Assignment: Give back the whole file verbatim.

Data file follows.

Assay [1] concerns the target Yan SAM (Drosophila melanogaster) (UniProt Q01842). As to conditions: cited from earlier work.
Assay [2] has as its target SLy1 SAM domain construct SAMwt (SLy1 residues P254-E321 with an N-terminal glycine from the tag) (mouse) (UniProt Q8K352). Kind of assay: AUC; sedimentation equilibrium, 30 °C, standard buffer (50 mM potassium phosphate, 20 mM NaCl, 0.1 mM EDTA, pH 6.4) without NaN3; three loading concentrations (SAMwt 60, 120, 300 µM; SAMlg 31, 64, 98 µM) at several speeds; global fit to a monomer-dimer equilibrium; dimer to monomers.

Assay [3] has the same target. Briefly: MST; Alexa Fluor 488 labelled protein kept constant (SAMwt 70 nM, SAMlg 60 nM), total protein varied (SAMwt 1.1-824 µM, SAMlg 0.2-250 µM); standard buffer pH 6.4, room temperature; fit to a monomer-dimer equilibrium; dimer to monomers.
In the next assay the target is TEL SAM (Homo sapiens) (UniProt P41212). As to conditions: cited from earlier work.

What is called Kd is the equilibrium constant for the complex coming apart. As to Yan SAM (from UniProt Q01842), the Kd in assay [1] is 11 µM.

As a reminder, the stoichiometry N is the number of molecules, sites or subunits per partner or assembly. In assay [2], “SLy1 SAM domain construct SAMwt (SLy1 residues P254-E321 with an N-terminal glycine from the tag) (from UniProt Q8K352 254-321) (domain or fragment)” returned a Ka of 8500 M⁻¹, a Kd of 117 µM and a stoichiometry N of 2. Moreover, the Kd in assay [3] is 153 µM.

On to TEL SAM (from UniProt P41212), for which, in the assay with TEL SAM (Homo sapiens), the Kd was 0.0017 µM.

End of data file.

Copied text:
Assay [1] concerns the target Yan SAM (Drosophila melanogaster) (UniProt Q01842). As to conditions: cited from earlier work.
Assay [2] has as its target SLy1 SAM domain construct SAMwt (SLy1 residues P254-E321 with an N-terminal glycine from the tag) (mouse) (UniProt Q8K352). Kind of assay: AUC; sedimentation equilibrium, 30 °C, standard buffer (50 mM potassium phosphate, 20 mM NaCl, 0.1 mM EDTA, pH 6.4) without NaN3; three loading concentrations (SAMwt 60, 120, 300 µM; SAMlg 31, 64, 98 µM) at several speeds; global fit to a monomer-dimer equilibrium; dimer to monomers.

Assay [3] has the same target. Briefly: MST; Alexa Fluor 488 labelled protein kept constant (SAMwt 70 nM, SAMlg 60 nM), total protein varied (SAMwt 1.1-824 µM, SAMlg 0.2-250 µM); standard buffer pH 6.4, room temperature; fit to a monomer-dimer equilibrium; dimer to monomers.
In the next assay the target is TEL SAM (Homo sapiens) (UniProt P41212). As to conditions: cited from earlier work.

What is called Kd is the equilibrium constant for the complex coming apart. As to Yan SAM (from UniProt Q01842), the Kd in assay [1] is 11 µM.

As a reminder, the stoichiometry N is the number of molecules, sites or subunits per partner or assembly. In assay [2], “SLy1 SAM domain construct SAMwt (SLy1 residues P254-E321 with an N-terminal glycine from the tag) (from UniProt Q8K352 254-321) (domain or fragment)” returned a Ka of 8500 M⁻¹, a Kd of 117 µM and a stoichiometry N of 2. Moreover, the Kd in assay [3] is 153 µM.

On to TEL SAM (from UniProt P41212), for which, in the assay with TEL SAM (Homo sapiens), the Kd was 0.0017 µM.